A vegetarian diet can be very healthy, but care needs to be taken to achieve a well balanced diet to ensure an adequate intake of nutrients.

In a previous article I looked at how to choose from each of the four food groups if you are following a vegetarian eating plan. The importance of getting protein from alternative plant sources such as beans, lentils, nuts and seeds was discussed.

In this article I will look at some other important nutrients in a little more detail.

B Vitamins

The vegetarian diet can be lacking in B vitamins – especially Vitamin B2 (riboflavin) and Vitamin B12.

In the New Zealand diet milk and meats are our major dietary contributors of vitamin B2. We need riboflavin for the production of energy from carbohydrate, protein and fat in our diet. If dairy is excluded from the vegetarian diet then other important sources of Vitamin B2 are bread, cereals, dried beans, nuts and seeds.

A vegetarian diet that regularly includes either eggs or dairy products should not be deficient in Vitamin B12. In some cases it may be necessary to take supplements of vitamin B12.

Calcium for the vegetarian diet

Calcium is important for bone health. Normally our best dietary source of calcium is dairy products, so if you are still including dairy products calcium may not be such a concern as long as you are having the recommended 2-3 servings of dairy per day. Don’t forget that the low fat milks are higher in calcium than the full fat milks.

If you are avoiding dairy products alternative sources of calcium include soy milks which have calcium added, nuts, seeds, pulses, (eg soy beans, tofu, miso-fermented soy bean curd, haricot beans), grains, and dried figs.

Iron in the Vegetarian diet

Red meat is considered the best source of iron as the iron in red meat (haem-iron) is easily absorbed and utilised by the body.

The iron which is found in plant based foods is not as easily absorbed as the iron found in red meat, chicken or fish. Including a food which is high in Vitamin C at the same meal will assist plant based iron to be absorbed more efficiently. This can be achieved by including one of the following at meal times: fruit juice, potatoes, tomatoes, fresh fruit, dried fruit.

The recommended daily intake of iron for non-vegetarian men aged 19 years and older is 8 mg per day and for women 19 – 50 years it is 18mg per day. It is recommended that vegetarians will need to aim for an intake that is up to 80% higher than that recommended for non-vegetarians due to the lower absorption of iron from plant based foods.

A high intake of tea may interfere with the absorption of iron due to the tannins in the tea.

If you have any concerns about your iron levels get a blood test before you start taking any supplements.

Some examples of the iron content of plant based foods are:

Breads, cereals, and grains
Whole wheat/rye bread (1 slice)
Oatmeal raw (1 cup)
Wheat germ (2 Tbsp)
Cereal fortified (1/2 cup)
Vegetables (1/2 cup cooked)
Legumes (1/2 cup cooked)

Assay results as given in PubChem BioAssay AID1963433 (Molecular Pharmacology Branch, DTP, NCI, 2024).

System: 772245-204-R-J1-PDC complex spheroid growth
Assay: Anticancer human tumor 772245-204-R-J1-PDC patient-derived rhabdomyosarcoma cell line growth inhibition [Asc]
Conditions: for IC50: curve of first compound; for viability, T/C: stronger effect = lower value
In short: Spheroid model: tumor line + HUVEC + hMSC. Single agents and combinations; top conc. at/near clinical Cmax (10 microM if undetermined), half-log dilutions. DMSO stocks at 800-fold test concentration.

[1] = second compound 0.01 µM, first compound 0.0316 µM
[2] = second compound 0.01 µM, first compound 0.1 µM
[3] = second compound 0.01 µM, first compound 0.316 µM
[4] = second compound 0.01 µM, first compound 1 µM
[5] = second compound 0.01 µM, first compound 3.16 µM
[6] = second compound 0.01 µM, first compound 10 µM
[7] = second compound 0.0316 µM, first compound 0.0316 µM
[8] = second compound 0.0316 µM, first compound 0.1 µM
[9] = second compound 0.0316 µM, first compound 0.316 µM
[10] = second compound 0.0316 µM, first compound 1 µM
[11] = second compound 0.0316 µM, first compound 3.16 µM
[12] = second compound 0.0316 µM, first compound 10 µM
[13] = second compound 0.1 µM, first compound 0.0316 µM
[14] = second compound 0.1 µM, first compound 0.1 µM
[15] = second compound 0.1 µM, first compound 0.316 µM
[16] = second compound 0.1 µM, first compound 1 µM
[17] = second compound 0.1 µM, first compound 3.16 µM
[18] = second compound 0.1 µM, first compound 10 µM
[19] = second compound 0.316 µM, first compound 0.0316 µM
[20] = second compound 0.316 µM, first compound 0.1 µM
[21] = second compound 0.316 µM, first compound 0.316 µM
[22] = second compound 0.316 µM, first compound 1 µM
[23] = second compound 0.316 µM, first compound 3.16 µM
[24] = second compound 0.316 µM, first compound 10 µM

Baked beans
Lentils, red
Chick peas
Tofu (½ cup)
Soymilk, fortified (1 cup)
Nuts and Seeds (2 Tbsp)
Pumpkin Seeds
Sunflower seeds

Sources of essential fatty acids in a vegetarian diet

Two polyunsaturated fatty acids not made by the body are linoleic acid (omega 6 group) and alpha-linolenic acid (omega 3 group), so we therefore have to get them from the food we eat.

Eating enough Omega 6 is relatively easy for vegetarians to get from their food choices as it comes from nuts and seeds.

Omega 3 can be more difficult to get from a vegetarian diet as this commonly comes from fish oils, seafood and lean red meats. However walnuts, walnut oil, flaxseed (linseed), flaxseed oil, soyabean oil and canola oil are useful sources of omega-3 for vegetarians.

The Omega fatty acids are important in all the cells in our body. There is growing evidence to show they have a role in protecting against heart disease, cancer, the immune system, and maybe mood. If your intake of Omega 6 is too high it will compete with Omega 3, therefore try to keep your Omega 3 intake up (but do not exclude the Omega 6 group).

In summary a vegetarian diet can be very healthy, but care needs to be taken to ensure that it is well balanced to ensure an adequate intake of nutrients.

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Fiona Boyle is a registered dietitian and nutritionist. She runs a private practice and gives nutrition advice to individuals and families to help meet their health needs and personal goals.

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Hi – I moved to New Zealand about 9 years ago from the US. Since then I developed a b12 deficiency and had to take shots ( I’m a lacto-ovo vegetarian). The shots have gotten my levels up again but I would like to maintain it with fortified cereals. Could you tell me what cereals in New Zealand have b12? Thank you. C. Bell

Rochelle Gribble

Hi CBwriter,

I’ve just done a bit of a check and have also amended our material slightly, as in New Zealand, cereal makers are not actually allowed to add B12 into their cereal. There’s quite a good list of foods with B12 here: http://www.nutritionfoundation.org.nz/nutrition-facts/vitamins/b-vitamins

Hope it’s helpful!


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